Rift emerges within Southend Council over combined authority plan

Council leaders in Southend have been left divided over a plan to create a combined authority that would cover all south Essex and potentially be overseen by a directly elected mayor.

Details of the biggest shake-up to south Essex governance for more than a generation were unveiled on Wednesday by a partnership of council leaders from Southend, Thurrock, Basildon, Brentwood, Castle Point and Rochford.

The council bosses, who make up the Association of South Essex Local Authorities, claim the plan will revitalise the region and create thousands of jobs but Southend councillors say it will be “undemocratic” and take investment away from the borough.

Independent councillor and deputy leader of Southend Council, Ron Woodley, indicated the plan has already caused a rift in the joint administration which is made up of Labour, Independents and the Liberal Democrats.

He claimed Labour council leader Ian Gilbert had not told him about the plan until just days before it was made public and said “no one has the authority” to make such a major change to the way the region is governed.

He said: “I am very disappointed we’ve come to this point.

“When I look through these plans, they are things we should be doing anyway. We don’t need a massive conglomerate to do it.

“This is putting in another layer of governance over all south Essex councils and I want to know what powers we will lose.

“Look at other areas that have done this and what comes with it. The mayoralty oversees highways, adult social care, children’s care, all the things we could lose control of.”

Liberal Democrat leader, Councillor Carole Mulroney, also refused to back the plans due to concerns about an elected mayor.

She said: “Whilst I understand the need for the council to be at the forefront of negotiations with Government on infrastructure funding for South Essex, I am not in favour of a directly elected mayor which in my view detracts from a democratically independent Southend, which we achieved when we  fought so hard to establish our independence from Essex.”

Council leaders have put the plan together in the hope that it will attract major investment from the Government to create 100,000 new jobs, 5,000 apprenticeships, 96,000 new homes and infrastructure improvements to public transport, cycleways, footpaths, health facilities and schools.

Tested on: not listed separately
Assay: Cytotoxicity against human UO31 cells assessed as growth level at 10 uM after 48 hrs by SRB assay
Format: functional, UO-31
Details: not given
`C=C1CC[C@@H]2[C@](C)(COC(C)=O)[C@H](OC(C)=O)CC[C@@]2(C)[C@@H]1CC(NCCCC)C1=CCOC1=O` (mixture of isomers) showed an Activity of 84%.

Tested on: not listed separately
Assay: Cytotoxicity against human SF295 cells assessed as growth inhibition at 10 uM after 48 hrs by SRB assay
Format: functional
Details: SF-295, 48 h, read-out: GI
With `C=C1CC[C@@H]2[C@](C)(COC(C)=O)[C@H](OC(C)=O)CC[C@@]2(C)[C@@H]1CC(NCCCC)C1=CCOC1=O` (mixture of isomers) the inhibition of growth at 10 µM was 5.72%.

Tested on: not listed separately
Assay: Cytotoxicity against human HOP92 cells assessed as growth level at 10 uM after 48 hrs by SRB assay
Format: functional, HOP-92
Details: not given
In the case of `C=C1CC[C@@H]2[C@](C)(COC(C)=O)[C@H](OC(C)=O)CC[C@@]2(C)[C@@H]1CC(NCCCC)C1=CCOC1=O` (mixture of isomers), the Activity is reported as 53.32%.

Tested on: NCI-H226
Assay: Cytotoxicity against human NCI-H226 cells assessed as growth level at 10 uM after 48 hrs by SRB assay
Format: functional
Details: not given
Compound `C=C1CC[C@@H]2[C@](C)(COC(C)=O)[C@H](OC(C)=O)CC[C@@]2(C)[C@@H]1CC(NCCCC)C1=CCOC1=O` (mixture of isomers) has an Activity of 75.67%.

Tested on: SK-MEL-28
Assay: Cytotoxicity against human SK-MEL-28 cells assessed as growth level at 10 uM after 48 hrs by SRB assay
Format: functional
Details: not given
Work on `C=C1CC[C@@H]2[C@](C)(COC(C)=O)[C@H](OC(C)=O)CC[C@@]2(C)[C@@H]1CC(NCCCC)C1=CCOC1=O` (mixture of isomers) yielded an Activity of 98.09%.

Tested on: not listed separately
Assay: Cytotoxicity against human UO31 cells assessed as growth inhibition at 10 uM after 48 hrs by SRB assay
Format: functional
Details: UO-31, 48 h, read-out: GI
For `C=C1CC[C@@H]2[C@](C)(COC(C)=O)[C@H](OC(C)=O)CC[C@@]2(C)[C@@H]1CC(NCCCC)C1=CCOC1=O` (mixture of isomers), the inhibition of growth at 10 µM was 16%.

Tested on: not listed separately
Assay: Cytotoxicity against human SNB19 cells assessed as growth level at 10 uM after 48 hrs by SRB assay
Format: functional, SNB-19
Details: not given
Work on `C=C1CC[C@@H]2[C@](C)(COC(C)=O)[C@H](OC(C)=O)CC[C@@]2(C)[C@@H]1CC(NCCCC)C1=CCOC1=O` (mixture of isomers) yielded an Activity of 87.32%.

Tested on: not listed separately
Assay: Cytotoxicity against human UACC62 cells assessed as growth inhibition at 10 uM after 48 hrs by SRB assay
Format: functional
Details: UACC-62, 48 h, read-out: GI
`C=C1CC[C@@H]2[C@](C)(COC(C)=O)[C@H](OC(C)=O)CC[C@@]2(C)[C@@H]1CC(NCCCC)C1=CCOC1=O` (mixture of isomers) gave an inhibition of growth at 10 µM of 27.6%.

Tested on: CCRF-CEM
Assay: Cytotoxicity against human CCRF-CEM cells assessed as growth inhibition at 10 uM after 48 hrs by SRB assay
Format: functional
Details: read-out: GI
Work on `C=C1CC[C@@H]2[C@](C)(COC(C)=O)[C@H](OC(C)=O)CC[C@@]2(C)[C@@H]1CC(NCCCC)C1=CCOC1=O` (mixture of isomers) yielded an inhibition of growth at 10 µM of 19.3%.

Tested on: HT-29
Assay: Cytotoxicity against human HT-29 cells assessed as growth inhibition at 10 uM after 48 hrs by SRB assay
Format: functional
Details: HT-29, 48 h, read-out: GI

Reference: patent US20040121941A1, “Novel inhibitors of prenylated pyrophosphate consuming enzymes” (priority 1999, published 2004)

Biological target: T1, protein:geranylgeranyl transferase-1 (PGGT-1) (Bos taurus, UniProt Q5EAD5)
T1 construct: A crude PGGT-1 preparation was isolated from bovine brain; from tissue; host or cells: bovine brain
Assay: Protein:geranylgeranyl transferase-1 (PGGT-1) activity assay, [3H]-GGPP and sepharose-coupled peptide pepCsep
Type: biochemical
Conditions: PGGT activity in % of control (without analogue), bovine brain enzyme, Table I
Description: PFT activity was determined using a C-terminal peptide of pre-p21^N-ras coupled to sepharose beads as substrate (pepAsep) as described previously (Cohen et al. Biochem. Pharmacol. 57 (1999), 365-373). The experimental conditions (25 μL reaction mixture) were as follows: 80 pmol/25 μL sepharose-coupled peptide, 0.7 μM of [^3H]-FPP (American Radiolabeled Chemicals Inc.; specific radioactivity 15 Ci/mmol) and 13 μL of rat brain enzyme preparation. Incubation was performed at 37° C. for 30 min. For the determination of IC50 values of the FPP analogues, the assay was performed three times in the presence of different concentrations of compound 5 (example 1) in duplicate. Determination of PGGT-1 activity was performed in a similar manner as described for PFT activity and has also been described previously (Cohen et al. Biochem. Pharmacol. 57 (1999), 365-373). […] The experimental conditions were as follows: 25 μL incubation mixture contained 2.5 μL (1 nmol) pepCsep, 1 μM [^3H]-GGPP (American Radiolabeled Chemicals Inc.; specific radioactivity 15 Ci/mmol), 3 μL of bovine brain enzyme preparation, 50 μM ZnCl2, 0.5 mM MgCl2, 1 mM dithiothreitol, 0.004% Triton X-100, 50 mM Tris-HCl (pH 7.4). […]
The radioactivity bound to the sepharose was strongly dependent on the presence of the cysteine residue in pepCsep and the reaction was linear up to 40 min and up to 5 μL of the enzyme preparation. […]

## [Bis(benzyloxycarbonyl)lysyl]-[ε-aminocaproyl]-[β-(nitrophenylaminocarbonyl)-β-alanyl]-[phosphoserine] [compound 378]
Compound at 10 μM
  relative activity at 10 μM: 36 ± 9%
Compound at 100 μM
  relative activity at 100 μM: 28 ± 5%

Councillor Martin Terry (Ind), who oversees community safety, called it a “backwards step for Southend”.

He said: “At the moment Southend is upper tier unitary authority with the same powers as a county council. Why hand off those powers to distant elected mayor and become essentially a district council again. I don’t like the smell of this at all.”

However, the leader of the council, Ian Gilbert, has promised Southend Council would retain its authority and the new combined authority would gain its powers from central government.

He said: “This has happened in other areas and it will give us a package of extra funding and powers. I don’t think people should get hung up on the idea of an elected mayor as this is not a preferred solution.

“It is something the Government is pushing but there are other models without an elected mayor. The reason it is included in the plans is because we don’t want to pre-judge Government but it is not something south Essex is pushing for directly.”

Conservative leader, Cllr Tony Cox called it “largest change in local government in Southend this century” and said his party would scrutinise the plans “vigorously” to ensure Southend remains the priority.

Council leaders will discuss the plan at a cabinet meeting on Wednesday.

Steve Shaw

Local Democracy Reporter